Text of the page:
Unless you are using the same monitors, screen calibration devices and the printer profiles that we use, it would only be by chance that the printed giclée will perfectly match your monitor. The way a picture appears on your screen depends on your screen settings, like: contrast, brightness, color profile, etc. The same picture may appear different on different screens. The same picture printed on different media or on a different printer will appear different as well. In short, printers and monitors produce colors in different ways. Monitors use the RGB (red, green, blue) color model, which usually supports a wider spectrum of colors. The image displayed on the monitor is also “backlit“ as opposed to the printed image which has light reflection from an external source (overhead lights, sunlight, etc). Printers use the CMYK (cyan, magenta, yellow, black) color model, which can reproduce most—but not all—of the colors in the RGB color model. Depending on the equipment used, CMYK generally matches 85–90% of the colors in the RGB model. What you can count on is that the print will look beautiful and very close to the original artwork or digital image.
Substrate is a printing term used to describe the material on which images are printed. Our giclée substrates include a variety of fine art papers and heavy weight canvas. We also carry a line of decor papers and other materials such as tile, acylic, textured foam board, aluminum, wallpaper, etc. Please see our products and services page for a complete list.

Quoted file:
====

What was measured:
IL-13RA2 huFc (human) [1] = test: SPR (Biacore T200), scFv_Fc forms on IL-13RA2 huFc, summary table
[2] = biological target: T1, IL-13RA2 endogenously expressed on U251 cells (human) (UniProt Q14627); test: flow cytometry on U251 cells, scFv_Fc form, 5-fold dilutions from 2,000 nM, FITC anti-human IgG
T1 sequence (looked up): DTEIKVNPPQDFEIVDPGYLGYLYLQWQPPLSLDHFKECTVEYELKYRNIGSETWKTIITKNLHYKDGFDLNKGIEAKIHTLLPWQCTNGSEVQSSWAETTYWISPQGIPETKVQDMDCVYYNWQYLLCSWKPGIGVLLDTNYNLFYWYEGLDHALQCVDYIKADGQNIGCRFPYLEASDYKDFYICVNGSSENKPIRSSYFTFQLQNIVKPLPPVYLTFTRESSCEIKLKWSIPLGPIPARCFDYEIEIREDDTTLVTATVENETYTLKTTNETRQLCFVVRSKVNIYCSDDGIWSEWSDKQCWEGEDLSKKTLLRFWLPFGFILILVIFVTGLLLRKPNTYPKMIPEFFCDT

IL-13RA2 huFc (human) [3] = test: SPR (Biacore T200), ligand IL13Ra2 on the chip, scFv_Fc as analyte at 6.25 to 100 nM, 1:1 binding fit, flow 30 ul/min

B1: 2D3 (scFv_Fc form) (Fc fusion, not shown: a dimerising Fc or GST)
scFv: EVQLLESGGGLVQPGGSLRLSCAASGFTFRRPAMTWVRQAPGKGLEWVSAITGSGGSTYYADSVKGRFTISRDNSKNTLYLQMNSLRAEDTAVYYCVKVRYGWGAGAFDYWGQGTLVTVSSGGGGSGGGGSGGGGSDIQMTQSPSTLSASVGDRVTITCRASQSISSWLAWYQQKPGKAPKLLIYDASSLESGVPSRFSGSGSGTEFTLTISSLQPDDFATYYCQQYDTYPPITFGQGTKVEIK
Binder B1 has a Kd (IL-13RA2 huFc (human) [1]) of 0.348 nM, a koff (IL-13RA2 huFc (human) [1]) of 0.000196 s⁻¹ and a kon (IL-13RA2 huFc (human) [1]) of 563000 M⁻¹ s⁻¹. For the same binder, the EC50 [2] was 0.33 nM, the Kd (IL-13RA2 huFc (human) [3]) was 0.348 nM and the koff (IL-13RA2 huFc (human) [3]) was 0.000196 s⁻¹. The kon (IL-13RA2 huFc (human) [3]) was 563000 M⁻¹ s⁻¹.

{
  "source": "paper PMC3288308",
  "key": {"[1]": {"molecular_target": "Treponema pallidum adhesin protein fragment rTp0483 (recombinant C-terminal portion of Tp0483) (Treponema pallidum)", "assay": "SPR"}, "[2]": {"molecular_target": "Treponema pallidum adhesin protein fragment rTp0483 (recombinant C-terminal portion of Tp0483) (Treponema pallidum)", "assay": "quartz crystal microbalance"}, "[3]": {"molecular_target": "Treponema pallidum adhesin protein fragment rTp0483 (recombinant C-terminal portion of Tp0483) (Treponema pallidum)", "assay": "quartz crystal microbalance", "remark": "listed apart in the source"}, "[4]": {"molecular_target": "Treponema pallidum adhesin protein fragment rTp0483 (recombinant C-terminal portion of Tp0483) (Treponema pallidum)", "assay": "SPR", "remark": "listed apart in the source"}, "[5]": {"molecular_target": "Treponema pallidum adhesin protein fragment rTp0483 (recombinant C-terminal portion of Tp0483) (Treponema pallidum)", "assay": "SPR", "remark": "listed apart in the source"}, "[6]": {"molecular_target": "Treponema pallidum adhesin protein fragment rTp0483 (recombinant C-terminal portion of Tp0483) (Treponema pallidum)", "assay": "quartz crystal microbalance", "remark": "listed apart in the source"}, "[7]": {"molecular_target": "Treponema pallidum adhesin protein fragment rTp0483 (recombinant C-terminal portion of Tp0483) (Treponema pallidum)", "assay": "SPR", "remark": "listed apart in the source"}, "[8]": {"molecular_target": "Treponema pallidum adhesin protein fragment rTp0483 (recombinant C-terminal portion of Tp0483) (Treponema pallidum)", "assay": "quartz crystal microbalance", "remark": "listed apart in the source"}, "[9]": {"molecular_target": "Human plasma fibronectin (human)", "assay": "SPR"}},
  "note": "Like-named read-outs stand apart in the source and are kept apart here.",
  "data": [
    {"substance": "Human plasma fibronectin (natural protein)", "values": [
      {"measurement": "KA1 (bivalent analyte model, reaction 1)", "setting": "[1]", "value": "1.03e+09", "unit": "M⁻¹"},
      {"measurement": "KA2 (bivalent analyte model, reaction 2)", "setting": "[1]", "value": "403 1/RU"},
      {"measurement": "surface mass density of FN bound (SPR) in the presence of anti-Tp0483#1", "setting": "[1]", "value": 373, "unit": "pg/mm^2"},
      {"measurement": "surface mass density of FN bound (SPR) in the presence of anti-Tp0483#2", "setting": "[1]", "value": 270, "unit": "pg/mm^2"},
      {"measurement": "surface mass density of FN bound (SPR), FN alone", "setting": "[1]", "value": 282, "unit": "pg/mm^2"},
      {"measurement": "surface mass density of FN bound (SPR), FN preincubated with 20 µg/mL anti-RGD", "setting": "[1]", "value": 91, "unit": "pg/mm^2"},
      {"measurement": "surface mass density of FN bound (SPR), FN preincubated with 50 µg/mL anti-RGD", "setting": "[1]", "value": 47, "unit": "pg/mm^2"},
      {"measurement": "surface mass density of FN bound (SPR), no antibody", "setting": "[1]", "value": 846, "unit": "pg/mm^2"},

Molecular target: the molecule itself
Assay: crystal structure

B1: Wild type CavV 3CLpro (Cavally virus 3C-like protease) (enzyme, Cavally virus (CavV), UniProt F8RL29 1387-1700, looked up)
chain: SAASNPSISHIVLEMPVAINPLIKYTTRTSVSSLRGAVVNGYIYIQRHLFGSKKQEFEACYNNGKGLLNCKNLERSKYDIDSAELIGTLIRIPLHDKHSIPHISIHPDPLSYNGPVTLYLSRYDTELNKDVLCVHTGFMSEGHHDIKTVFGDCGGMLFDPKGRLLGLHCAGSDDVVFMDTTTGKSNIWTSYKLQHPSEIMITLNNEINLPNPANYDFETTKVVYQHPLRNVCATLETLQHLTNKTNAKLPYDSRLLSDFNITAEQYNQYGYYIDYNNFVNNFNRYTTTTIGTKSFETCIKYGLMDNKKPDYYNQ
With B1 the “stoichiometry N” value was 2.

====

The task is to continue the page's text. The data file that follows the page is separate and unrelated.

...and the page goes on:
There are many factors* that enter into image stability and print longevity. Below are approximate numbers showing how long the papers and canvases mentioned will last under normal fine art viewing conditions.
Enhanced Matte – 70 Years
Fine Art Textured – 70 Years
Fine Art Smooth – 70 years
Canvas – 100 years +
Fiber Base Photo Paper – 70 years
*NOTE: Actual print stability and longevity will vary according to image, display conditions, light intensity, humidity, atmospheric conditions, and post-printing treatments. For maximum print life, display all prints under conservation glass or lamination or properly store them in climate controlled environment, away from direct sunlight.
Renaissance Imaging utilizes both the BetterLight Super6K 4×5 digital scan-back systems and a 24 x 36 Colortrac flatbed scanner. At no point does your artwork go through a roller-bed scanner, or is it put through any process where there is potential for damage. Once we scan your artwork, digital file is created, then we carefully adjusted it in Adobe Photoshop so that it closely matches your artwork.
Simple answer… yes. But, the quality of your prints is directly related to the quality of the digital file used for the printing. Our BetterLight 4×5 scan-back camera system and colortrac flatbed scanners have the capability of producing images that far exceed the capabilities of even the most sophisticated 35mm digital camera. If you are hoping for color matched, incredibly sharp, faithful reproductions of your artwork, there is no substitute for professionally copied artwork. However, if you still intend on sending us your own digital files that you photographed/scanned yourself, please contact us before shooting the artwork and we’ll give you some pointers.